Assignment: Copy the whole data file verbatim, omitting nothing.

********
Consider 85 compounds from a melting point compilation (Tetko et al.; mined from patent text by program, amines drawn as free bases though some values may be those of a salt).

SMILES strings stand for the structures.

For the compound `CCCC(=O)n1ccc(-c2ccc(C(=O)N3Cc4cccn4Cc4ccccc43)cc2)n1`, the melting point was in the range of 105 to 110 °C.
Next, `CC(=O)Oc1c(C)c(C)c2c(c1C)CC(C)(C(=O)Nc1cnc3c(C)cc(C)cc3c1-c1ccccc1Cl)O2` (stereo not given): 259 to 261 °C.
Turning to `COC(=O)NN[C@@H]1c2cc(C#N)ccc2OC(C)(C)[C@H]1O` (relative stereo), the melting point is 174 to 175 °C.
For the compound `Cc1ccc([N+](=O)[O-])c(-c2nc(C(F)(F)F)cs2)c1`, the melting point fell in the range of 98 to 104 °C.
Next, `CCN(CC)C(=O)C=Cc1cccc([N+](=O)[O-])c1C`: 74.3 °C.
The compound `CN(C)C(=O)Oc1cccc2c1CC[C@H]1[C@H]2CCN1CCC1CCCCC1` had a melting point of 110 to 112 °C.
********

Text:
Consider 85 compounds from a melting point compilation (Tetko et al.; mined from patent text by program, amines drawn as free bases though some values may be those of a salt).

SMILES strings stand for the structures.

For the compound `CCCC(=O)n1ccc(-c2ccc(C(=O)N3Cc4cccn4Cc4ccccc43)cc2)n1`, the melting point was in the range of 105 to 110 °C.
Next, `CC(=O)Oc1c(C)c(C)c2c(c1C)CC(C)(C(=O)Nc1cnc3c(C)cc(C)cc3c1-c1ccccc1Cl)O2` (stereo not given): 259 to 261 °C.
Turning to `COC(=O)NN[C@@H]1c2cc(C#N)ccc2OC(C)(C)[C@H]1O` (relative stereo), the melting point is 174 to 175 °C.
For the compound `Cc1ccc([N+](=O)[O-])c(-c2nc(C(F)(F)F)cs2)c1`, the melting point fell in the range of 98 to 104 °C.
Next, `CCN(CC)C(=O)C=Cc1cccc([N+](=O)[O-])c1C`: 74.3 °C.
The compound `CN(C)C(=O)Oc1cccc2c1CC[C@H]1[C@H]2CCN1CCC1CCCCC1` had a melting point of 110 to 112 °C.